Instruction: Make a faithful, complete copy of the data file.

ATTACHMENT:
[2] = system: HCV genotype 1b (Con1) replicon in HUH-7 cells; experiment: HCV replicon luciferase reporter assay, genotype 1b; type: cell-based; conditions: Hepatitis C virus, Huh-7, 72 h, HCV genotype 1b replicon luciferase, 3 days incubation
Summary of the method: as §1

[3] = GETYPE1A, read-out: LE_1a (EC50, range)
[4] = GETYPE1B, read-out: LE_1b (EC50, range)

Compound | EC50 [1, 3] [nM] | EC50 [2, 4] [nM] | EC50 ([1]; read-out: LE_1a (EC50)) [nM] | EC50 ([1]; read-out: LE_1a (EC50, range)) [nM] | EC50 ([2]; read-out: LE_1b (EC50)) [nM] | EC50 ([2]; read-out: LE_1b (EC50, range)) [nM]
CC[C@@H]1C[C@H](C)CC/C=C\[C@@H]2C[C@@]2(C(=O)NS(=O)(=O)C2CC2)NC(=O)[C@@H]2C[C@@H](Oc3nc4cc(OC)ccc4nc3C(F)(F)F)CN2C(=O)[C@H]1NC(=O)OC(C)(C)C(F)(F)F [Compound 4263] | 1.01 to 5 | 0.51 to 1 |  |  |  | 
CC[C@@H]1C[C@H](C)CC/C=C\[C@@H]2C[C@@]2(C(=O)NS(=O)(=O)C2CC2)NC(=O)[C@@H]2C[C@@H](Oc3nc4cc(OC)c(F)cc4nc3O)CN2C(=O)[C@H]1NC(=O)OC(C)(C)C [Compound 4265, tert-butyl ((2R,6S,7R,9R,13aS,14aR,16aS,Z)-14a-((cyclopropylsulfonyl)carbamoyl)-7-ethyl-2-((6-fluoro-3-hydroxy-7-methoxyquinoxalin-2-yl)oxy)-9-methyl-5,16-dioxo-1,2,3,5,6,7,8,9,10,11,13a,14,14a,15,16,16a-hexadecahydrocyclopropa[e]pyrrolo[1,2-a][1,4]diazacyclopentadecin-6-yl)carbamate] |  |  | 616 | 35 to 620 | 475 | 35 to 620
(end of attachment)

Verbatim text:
[2] = system: HCV genotype 1b (Con1) replicon in HUH-7 cells; experiment: HCV replicon luciferase reporter assay, genotype 1b; type: cell-based; conditions: Hepatitis C virus, Huh-7, 72 h, HCV genotype 1b replicon luciferase, 3 days incubation
Summary of the method: as §1

[3] = GETYPE1A, read-out: LE_1a (EC50, range)
[4] = GETYPE1B, read-out: LE_1b (EC50, range)

Compound | EC50 [1, 3] [nM] | EC50 [2, 4] [nM] | EC50 ([1]; read-out: LE_1a (EC50)) [nM] | EC50 ([1]; read-out: LE_1a (EC50, range)) [nM] | EC50 ([2]; read-out: LE_1b (EC50)) [nM] | EC50 ([2]; read-out: LE_1b (EC50, range)) [nM]
CC[C@@H]1C[C@H](C)CC/C=C\[C@@H]2C[C@@]2(C(=O)NS(=O)(=O)C2CC2)NC(=O)[C@@H]2C[C@@H](Oc3nc4cc(OC)ccc4nc3C(F)(F)F)CN2C(=O)[C@H]1NC(=O)OC(C)(C)C(F)(F)F [Compound 4263] | 1.01 to 5 | 0.51 to 1 |  |  |  | 
CC[C@@H]1C[C@H](C)CC/C=C\[C@@H]2C[C@@]2(C(=O)NS(=O)(=O)C2CC2)NC(=O)[C@@H]2C[C@@H](Oc3nc4cc(OC)c(F)cc4nc3O)CN2C(=O)[C@H]1NC(=O)OC(C)(C)C [Compound 4265, tert-butyl ((2R,6S,7R,9R,13aS,14aR,16aS,Z)-14a-((cyclopropylsulfonyl)carbamoyl)-7-ethyl-2-((6-fluoro-3-hydroxy-7-methoxyquinoxalin-2-yl)oxy)-9-methyl-5,16-dioxo-1,2,3,5,6,7,8,9,10,11,13a,14,14a,15,16,16a-hexadecahydrocyclopropa[e]pyrrolo[1,2-a][1,4]diazacyclopentadecin-6-yl)carbamate] |  |  | 616 | 35 to 620 | 475 | 35 to 620